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Polytunnel, Sweetcorn, Climbing Beans, Biochar

Since the weather is insisting of being rotten, wind and rain, concentrating efforts in the polytunnel and a bit of general planning for next season.

Sweetcorn Under Cloche in April

Sweetcorn & Climbing Beans

For the last few years I’ve grown my climbing beans and sweetcorn in the polytunnel. It’s not to extend their season so much as to protect them from our winds here. Next year I’d like to move them outside.

I hope they’ll be sheltered enough in the walled veg garden to do OK but even in there I need to adapt a bit. I like to get my sweetcorn started under cloche but I’ll need to fix the tunnel cloches down better. Maybe string over them staked into the ground or tied onto rocks.

The climbing beans probably won’t stand on the tipi system I used to use. I think the answer will be to use a dog-leg runner bean frame. A winter building project.

Dog Leg Runner Bean Frame

Dog Leg Runner Bean Frame Using Canes instead of Twine (in May)

The runner beans in the tunnel seem to have finished for this year. There’s about half a dozen flowers and no more beans developing on the plant. They’ve really not done that well this year. Time for the plants to proceed on the great circle of life to the compost bin.

The French beans, Cobra, have done alright although I’ve had better years with them. They’re still producing, but near their end too. Next year I will grow Blue Lake instead. I’ve grown those before and they’re a pretty decent bean.

I’ll probably still grow some beans in the tunnel – climbing Borlotti – they do need a long season but the beans are so useful for bulking out stews and casseroles in winter.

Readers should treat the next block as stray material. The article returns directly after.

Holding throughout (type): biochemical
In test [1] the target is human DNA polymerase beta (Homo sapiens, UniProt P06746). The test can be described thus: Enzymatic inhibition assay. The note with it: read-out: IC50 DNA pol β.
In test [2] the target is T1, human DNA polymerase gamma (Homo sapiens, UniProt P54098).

Charging Biochar

Because the polytunnel is the most demanding growing space, I’m concentrating on improving the soil in there as best I can. Rather than just chucking fertiliser on, I want to improve the structure and microbial fauna in there. To do that I’ll be adding compost and in some deep raised beds, Soilfixer SF60 Super Compost.

The problem with the SF60 is simply the price. It’s quite expensive although the idea is that it permanently improves rather than an annual fertiliser.

Anyway, in some beds I’m going to add biochar which I think will do it the world of good. According to everything I’ve read, biochar needs to be ‘charged’ before using. There seem to be all sorts of ways of doing this – some simple, some as complicated as alchemy.

I’ve gone for a fairly simple method. The biochar was tipped into a trug along with some pelleted chicken manure, some fresh chicken droppings and finally SM3 seaweed extract. Mixed well and then filled with water.

Hopefully this will get it off to a good start, helping the microbes populate the micro fractures and so forth. The trug can stay in the shed for a month before I use it. Like all natural processes, you need to add time. See Charging (Activating) Biochar

Posted in Allotment Garden Diary

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